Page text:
They’ve Gotta Have Us created by director Simon Frederick is a three-part docuseries that tells the story and history of black filmmakers and actors in Hollywood. Now available on Netflix, it is just in time for Black History Month. The series provides the audience with an in-depth behind the scenes look at the many struggles that black artists and filmmakers faced and the events that led to Black Hollywood as we know it today.
The documentary opens with a scene from the 2017 Oscars ceremony in which the winner for Best Picture was incorrectly announced as La La Land but the trophy belonged to Moonlight. It was this moment that stuck out to creator Simon Frederick; this pivotal moment and win for Moonlight (which had an all-black cast) had been overshadowed by this mistake. Once again black artists were taking a backseat to their colleagues and not given the full moment of celebration that they deserved.
Frederick shot the docuseries in three parts. The first focused on the pioneers of the black film industry. Harry Belafonte gives some of his very candid accounts of how difficult it was to become a lead in a film and to also be a love interest of a white actor. Belafonte broke industry barriers in the movie Island in the Sun. When the film came out in 1957, it was not accepted for the interracial relationship displayed on the big screen. Other pioneers who paved the way include Hattie McDaniel who in 1939 became the first black actor to win an Oscar for her role in Gone with the Wind. In 1964 Sidney Poitier was the first black actor to win Best Actor in a lead role for Lillies in the Field. The late Diahann Carroll, who was also featured in the documentary, received an Oscar nomination for Best Actress for the 1974 film Claudine. The movie highlighted the stories and daily struggles of black women on screen for the first time.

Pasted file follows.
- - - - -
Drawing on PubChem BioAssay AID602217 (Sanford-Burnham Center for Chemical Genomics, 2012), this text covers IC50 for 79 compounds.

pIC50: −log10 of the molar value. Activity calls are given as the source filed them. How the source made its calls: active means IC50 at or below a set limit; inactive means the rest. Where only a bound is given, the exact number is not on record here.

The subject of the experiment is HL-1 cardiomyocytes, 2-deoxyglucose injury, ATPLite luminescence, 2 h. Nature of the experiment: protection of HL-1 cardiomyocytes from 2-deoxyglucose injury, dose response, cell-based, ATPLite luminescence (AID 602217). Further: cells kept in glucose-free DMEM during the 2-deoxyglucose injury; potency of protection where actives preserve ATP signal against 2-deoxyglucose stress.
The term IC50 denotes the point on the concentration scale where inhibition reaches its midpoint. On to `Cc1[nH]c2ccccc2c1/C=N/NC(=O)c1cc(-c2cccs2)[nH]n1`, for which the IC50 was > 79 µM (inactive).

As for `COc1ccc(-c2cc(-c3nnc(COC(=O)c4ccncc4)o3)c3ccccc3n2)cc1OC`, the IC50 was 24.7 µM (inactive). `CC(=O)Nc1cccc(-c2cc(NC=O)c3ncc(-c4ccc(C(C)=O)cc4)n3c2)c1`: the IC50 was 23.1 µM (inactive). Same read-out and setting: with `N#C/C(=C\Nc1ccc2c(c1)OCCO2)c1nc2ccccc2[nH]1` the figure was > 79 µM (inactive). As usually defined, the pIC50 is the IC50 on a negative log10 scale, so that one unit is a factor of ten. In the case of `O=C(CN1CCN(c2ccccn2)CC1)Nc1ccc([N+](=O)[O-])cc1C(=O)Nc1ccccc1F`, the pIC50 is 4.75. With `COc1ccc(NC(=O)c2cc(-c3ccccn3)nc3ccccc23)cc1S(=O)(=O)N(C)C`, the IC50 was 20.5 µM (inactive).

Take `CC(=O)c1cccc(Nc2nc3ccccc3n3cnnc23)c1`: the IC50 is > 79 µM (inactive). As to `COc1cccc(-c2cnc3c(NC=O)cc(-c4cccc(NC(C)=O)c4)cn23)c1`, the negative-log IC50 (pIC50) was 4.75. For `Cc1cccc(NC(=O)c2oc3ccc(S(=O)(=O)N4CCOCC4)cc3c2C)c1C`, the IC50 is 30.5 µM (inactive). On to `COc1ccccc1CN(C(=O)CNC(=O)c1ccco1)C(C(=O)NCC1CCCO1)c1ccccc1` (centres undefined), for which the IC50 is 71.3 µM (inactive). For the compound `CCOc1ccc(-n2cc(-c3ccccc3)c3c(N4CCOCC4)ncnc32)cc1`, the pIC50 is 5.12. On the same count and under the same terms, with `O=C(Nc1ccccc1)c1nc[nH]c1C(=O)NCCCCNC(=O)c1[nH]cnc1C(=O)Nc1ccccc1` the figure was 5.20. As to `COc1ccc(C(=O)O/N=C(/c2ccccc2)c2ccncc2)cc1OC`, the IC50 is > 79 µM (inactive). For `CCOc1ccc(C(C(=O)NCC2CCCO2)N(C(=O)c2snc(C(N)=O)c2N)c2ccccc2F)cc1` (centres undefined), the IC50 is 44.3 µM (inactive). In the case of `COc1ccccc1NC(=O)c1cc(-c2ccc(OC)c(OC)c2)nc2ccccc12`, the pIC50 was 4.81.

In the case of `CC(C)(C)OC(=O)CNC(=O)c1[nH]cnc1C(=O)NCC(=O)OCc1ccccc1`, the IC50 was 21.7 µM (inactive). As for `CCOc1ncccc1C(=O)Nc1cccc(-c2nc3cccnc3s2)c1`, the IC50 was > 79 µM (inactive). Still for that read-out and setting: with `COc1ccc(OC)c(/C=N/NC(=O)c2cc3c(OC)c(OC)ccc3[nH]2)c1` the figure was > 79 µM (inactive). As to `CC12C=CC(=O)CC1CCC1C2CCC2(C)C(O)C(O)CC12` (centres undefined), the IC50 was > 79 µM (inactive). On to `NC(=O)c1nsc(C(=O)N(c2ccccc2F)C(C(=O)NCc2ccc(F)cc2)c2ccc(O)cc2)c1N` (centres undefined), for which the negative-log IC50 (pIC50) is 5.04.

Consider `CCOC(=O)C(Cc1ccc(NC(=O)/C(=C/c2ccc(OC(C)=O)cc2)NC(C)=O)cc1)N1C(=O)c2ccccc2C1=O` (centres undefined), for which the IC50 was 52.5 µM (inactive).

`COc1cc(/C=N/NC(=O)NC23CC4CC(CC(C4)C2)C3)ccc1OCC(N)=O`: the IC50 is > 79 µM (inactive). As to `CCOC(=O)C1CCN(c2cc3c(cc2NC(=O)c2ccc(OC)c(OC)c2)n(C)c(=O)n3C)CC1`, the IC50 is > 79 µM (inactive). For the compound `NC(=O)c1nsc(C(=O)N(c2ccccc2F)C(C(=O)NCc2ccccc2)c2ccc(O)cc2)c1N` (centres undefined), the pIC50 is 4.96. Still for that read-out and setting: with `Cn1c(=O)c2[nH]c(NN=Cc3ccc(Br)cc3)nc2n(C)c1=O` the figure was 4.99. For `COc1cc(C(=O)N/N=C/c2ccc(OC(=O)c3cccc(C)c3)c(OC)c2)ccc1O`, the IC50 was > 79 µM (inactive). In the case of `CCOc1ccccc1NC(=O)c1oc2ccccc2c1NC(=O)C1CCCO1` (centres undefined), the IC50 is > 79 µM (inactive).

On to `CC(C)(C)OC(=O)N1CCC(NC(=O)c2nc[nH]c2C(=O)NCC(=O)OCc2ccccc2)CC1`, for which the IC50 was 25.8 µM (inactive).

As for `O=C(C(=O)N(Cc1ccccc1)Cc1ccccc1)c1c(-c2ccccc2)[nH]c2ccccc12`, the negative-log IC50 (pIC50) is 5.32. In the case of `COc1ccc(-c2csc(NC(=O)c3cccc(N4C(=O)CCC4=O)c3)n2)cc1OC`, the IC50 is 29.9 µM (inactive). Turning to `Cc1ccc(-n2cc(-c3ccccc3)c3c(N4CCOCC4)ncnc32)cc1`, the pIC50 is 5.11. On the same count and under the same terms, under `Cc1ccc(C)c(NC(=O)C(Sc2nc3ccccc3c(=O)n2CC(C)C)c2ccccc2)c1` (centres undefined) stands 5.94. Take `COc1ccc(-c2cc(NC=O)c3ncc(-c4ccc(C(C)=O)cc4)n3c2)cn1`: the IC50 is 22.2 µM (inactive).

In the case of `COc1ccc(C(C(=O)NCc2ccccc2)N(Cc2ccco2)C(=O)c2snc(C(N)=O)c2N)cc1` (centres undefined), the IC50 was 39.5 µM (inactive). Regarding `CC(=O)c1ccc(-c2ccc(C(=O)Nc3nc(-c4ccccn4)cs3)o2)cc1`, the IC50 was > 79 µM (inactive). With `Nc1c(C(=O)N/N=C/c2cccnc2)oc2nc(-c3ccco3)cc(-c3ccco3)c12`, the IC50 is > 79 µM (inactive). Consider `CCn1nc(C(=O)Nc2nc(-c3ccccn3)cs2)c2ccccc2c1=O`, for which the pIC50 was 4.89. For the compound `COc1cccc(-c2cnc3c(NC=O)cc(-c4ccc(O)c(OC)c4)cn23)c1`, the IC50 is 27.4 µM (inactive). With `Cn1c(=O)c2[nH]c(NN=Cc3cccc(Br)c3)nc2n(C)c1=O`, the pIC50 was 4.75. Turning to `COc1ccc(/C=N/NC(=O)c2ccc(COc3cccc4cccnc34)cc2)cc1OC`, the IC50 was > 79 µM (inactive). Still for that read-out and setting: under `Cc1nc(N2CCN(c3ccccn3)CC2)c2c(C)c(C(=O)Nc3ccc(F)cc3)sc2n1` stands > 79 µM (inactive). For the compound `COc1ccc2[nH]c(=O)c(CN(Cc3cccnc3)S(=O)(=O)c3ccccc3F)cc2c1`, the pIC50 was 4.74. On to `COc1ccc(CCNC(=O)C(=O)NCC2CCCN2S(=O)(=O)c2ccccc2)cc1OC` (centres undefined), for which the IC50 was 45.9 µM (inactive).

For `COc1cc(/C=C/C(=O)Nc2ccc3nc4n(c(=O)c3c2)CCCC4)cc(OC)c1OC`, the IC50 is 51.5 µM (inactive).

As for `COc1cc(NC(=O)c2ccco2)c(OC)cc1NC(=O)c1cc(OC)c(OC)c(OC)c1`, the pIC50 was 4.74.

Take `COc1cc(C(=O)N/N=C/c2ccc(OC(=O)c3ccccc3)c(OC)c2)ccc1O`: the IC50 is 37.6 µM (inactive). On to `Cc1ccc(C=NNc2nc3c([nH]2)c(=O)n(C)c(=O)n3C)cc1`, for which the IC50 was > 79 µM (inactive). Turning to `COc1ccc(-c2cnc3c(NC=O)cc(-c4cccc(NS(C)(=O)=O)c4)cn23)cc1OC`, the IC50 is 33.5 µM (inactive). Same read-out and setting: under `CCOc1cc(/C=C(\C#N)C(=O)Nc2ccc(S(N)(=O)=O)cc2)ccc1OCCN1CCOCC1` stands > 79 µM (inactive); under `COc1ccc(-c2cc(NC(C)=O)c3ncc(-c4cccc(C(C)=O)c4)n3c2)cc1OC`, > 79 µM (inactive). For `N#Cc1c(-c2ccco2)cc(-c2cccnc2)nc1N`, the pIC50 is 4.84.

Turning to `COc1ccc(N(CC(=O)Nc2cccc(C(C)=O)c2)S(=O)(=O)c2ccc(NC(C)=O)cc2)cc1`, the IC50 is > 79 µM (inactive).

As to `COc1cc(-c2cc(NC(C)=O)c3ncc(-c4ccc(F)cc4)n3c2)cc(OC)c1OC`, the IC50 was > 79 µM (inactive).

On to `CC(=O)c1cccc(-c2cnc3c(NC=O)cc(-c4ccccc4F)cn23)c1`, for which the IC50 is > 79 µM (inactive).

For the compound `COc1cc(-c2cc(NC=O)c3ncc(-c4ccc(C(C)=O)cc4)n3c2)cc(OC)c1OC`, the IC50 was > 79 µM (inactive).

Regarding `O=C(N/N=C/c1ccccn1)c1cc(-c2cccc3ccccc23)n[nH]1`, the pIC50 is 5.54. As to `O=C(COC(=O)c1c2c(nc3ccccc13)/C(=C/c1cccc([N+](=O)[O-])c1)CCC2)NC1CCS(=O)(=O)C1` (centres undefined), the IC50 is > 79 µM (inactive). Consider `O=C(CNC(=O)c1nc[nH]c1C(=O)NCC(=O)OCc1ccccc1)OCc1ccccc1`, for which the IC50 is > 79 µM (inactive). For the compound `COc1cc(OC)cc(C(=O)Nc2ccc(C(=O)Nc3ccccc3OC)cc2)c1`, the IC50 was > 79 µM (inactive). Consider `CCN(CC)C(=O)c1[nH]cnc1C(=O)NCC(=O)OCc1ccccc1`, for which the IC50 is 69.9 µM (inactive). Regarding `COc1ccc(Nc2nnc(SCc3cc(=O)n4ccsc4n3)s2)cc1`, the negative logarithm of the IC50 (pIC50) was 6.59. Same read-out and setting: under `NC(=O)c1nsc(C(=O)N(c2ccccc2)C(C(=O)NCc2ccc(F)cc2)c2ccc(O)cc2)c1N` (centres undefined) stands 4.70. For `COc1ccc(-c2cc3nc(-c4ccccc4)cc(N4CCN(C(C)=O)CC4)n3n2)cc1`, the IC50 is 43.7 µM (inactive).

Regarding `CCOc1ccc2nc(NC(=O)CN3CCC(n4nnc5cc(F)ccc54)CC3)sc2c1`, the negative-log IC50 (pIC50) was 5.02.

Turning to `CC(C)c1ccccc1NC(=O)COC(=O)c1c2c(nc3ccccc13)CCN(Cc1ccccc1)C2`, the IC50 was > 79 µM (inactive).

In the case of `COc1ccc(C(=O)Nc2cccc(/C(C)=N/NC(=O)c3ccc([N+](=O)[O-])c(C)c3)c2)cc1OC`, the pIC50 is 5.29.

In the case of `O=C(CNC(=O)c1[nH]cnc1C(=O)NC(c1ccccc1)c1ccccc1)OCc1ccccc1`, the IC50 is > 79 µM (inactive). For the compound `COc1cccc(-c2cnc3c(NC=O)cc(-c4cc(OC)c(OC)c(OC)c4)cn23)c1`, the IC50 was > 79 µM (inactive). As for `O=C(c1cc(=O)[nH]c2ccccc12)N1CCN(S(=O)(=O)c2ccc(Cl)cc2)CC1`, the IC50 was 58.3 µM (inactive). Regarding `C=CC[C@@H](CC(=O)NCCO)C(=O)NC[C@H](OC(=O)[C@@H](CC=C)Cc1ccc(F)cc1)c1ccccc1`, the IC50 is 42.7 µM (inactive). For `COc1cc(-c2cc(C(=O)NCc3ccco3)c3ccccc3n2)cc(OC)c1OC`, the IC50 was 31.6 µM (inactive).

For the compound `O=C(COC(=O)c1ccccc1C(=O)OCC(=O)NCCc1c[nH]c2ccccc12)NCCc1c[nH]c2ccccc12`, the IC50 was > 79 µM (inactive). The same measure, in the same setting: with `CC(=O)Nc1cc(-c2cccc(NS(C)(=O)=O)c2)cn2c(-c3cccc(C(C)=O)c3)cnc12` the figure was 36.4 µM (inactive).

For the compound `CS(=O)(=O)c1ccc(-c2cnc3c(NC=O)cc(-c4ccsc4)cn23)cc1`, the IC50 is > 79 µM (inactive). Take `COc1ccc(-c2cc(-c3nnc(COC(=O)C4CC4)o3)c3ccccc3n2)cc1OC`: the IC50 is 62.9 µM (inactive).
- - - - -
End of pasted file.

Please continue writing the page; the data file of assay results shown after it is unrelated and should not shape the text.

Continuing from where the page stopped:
Among the innovators of Black film are Robert Townsend, Spike Lee, and the late John Singleton. After growing exhausted of the roadblocks he had faced in the industry, Townsend produced his first independent film Hollywood Shuffle in 1987 – a comedy about the stereotypes black actors faced in the film industry. Academy Award-winning director Spike Lee took the industry to the next level with his groundbreaking films including She’s Gotta Have It (1986), School Daze (1988) and Malcolm X (1992). John Singleton’s coming of age film Boyz n the Hood earned him an Oscar nomination for Best Director making him the first black and youngest person to have received a nomination for directing. Most of the time the producers had a small budget and often struggled to get funding, but their films had box office success. This sent a clear message to Hollywood – black films were in demand and people wanted to see them. The innovators of the 80s and 90s had a very different approach to filmmaking. By taking matters into their own hands these producers created timeless masterpieces that generations to come could enjoy.
British actor John Boyega became the first black actor to be cast as a lead in the Star Wars franchise – Star Wars: The Force Awakens (2015). Boyega’s role, however, was not accepted well by everyone. In China, for example, on the promotional posters for the film, Boyega’s picture was reduced significantly in size compared to his counterparts. Boyega didn’t let that discourage him, however, he knew he got the leading role based on his talent, not skin color.